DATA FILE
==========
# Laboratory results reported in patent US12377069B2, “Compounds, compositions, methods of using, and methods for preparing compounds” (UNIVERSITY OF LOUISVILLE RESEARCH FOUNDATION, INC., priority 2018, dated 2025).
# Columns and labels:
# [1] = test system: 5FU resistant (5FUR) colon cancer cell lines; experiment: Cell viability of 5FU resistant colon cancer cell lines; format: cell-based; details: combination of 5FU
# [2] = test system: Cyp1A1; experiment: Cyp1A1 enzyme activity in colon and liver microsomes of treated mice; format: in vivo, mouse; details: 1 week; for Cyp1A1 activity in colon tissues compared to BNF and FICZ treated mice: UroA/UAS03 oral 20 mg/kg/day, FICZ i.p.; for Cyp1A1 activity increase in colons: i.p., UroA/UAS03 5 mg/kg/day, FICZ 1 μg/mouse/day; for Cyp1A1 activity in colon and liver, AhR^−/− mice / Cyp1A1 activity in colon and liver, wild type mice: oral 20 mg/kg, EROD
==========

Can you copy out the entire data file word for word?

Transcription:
# Laboratory results reported in patent US12377069B2, “Compounds, compositions, methods of using, and methods for preparing compounds” (UNIVERSITY OF LOUISVILLE RESEARCH FOUNDATION, INC., priority 2018, dated 2025).
# Columns and labels:
# [1] = test system: 5FU resistant (5FUR) colon cancer cell lines; experiment: Cell viability of 5FU resistant colon cancer cell lines; format: cell-based; details: combination of 5FU
# [2] = test system: Cyp1A1; experiment: Cyp1A1 enzyme activity in colon and liver microsomes of treated mice; format: in vivo, mouse; details: 1 week; for Cyp1A1 activity in colon tissues compared to BNF and FICZ treated mice: UroA/UAS03 oral 20 mg/kg/day, FICZ i.p.; for Cyp1A1 activity increase in colons: i.p., UroA/UAS03 5 mg/kg/day, FICZ 1 μg/mouse/day; for Cyp1A1 activity in colon and liver, AhR^−/− mice / Cyp1A1 activity in colon and liver, wild type mice: oral 20 mg/kg, EROD